As part of CAWLS’ 4th annual conference, there are several open calls for proposals to themed panels. Those interested in having their proposal considered as part of these themed panels should contact the panel organizers directly by the deadlines indicated below.
Geographies of Work: Theorizing and Researching Social Difference
Panel Organizers: Ania Ek (University of Toronto) and Carmen Teeple Hopkins (University of Oxford and Concordia University)
By questioning what counts as “work”, feminists have demonstrated that both paid and unpaid work are constitutive elements of the economy. One of the central contributions of feminist geography is a multi-scalar analysis of both paid and unpaid work. Since the early 1980s there has been a tradition of feminist geography that builds on political economy; this session draws on these traditions to consider theoretical and empirical research in feminist labour geography. Using the concepts of space and place, feminist geography has made important inroads to analyze the ways in which gender is experienced through race, class, citizenship, ability, and sexuality. Feminist labour geographers use a range of approaches that include intersectional, interlocking, materialist and Marxist, to name a few. Recent scholarship also highlights the place-specific forms of masculinity that working-class white, racialized, and migrant men experience. We gather interventions from both historical and contemporary perspectives that strengthen and advance the study of labour (paid or unpaid) and social difference from a range of feminist perspectives (antiracist, anticolonial, anticapitalist, transnational, queer, trans, crip) and contexts (global north, global south, urban, rural). Interested panel participants should email abstracts and a short bio to both Ania Ek at [email protected] and Carmen Teeple Hopkins at [email protected].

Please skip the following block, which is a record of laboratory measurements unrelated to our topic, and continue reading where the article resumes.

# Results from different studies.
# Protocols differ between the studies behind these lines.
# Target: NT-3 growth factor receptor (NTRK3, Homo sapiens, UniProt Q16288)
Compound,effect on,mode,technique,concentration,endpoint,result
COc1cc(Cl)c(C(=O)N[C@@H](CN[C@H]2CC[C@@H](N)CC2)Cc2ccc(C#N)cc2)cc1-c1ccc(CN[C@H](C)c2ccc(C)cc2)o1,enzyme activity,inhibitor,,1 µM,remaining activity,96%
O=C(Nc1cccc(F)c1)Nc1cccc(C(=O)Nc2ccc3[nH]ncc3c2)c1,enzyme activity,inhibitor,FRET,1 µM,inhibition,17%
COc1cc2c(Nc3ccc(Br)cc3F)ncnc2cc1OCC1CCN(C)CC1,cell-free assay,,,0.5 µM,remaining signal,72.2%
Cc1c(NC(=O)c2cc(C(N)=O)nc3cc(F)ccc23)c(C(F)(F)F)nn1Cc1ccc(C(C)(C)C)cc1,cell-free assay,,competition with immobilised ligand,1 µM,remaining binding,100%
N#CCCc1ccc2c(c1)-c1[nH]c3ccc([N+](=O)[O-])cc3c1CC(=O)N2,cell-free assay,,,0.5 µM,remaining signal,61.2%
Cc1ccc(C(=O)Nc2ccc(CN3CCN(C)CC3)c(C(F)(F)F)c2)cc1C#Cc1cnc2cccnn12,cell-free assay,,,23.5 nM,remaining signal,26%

Gig-Economy: Critical Perspectives and Challenges for Labour Studies
Panel Organizers: Rabih Jamil and Yanick Noiseux (Université de Montréal), Myer Siemiatycki, Jenny Carson and Kristina Fuentes (Ryerson University), and Marie-Pierre Boucher (Université du Québec en Outaouais).
In the context of the 4th annual conference of the Canadian Association for Work and Labour Studies (CAWLS), we organize a thematic stream which aims at addressing the problematic of the emerging on-demand economy which is increasingly cited as “sharing economy” and/or “Gig Economy”, which use electronic marketplaces to supply on-demand jobs and/or tasks, its impacts on the work relations in terms of works conditions and social impacts. In this regard, we intend to investigate the role of the emerging platforms (Uber, Mechanical Turk, AirBnb, Deliveroo, TaskRabit, etc.) in supplying on-demand contracts to the mounting numbers of job seekers while the formal “job system” keeps on registering shortfalls in the creation of quality jobs opportunities.
The thematic stream aims at creating a space for upcoming research on this object and will be seeking interventions on, but not exclusively, the following topics : the political economy of so- called independent work and its impact on the working class, the dynamics of the on-demand economy as an advanced stage of economic tertiarization and capital accumulation, the Uber phenomenon and the algorithmic discipline of work relations, the changing landscape of today’s working class from the proletariat to the cybertariat, the pertinence of traditional unionism to current labour context and the prospect of workers’ organization and mobilization in the gig- economy. Finally, the works of this thematic stream intend to contribute to the production of knowledge that bring the most marginalized and precarious workers into the forefront of the work and labour studies.